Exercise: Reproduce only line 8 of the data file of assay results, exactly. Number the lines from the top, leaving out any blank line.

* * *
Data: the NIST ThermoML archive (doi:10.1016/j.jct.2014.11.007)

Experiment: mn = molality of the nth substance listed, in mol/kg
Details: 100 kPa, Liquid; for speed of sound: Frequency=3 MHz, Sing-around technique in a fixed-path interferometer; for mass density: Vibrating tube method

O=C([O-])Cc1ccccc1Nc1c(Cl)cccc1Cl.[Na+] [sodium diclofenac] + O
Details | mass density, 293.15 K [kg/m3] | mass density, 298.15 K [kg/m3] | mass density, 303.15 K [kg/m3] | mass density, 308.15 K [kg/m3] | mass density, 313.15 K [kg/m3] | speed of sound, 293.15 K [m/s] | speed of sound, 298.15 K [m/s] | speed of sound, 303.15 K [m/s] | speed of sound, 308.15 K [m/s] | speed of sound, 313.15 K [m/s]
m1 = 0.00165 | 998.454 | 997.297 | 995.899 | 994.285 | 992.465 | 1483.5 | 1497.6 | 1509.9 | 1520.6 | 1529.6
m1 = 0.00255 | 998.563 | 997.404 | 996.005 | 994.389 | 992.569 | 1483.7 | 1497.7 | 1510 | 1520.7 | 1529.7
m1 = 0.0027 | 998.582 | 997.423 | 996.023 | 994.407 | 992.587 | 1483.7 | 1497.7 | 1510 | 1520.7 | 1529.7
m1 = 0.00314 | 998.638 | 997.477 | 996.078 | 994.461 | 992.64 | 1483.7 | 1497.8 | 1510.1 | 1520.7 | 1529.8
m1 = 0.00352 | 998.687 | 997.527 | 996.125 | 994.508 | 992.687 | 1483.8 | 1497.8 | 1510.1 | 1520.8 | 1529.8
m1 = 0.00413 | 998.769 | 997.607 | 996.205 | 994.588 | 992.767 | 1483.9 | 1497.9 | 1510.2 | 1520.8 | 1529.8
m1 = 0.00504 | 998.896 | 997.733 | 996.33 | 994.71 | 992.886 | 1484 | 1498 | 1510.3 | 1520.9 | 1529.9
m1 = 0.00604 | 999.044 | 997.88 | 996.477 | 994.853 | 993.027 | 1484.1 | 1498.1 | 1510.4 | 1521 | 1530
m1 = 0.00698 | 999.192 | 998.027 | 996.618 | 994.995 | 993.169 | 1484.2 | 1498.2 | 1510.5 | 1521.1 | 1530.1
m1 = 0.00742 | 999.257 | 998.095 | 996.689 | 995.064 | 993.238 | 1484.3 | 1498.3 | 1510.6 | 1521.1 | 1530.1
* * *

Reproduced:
m1 = 0.0027 | 998.582 | 997.423 | 996.023 | 994.407 | 992.587 | 1483.7 | 1497.7 | 1510 | 1520.7 | 1529.7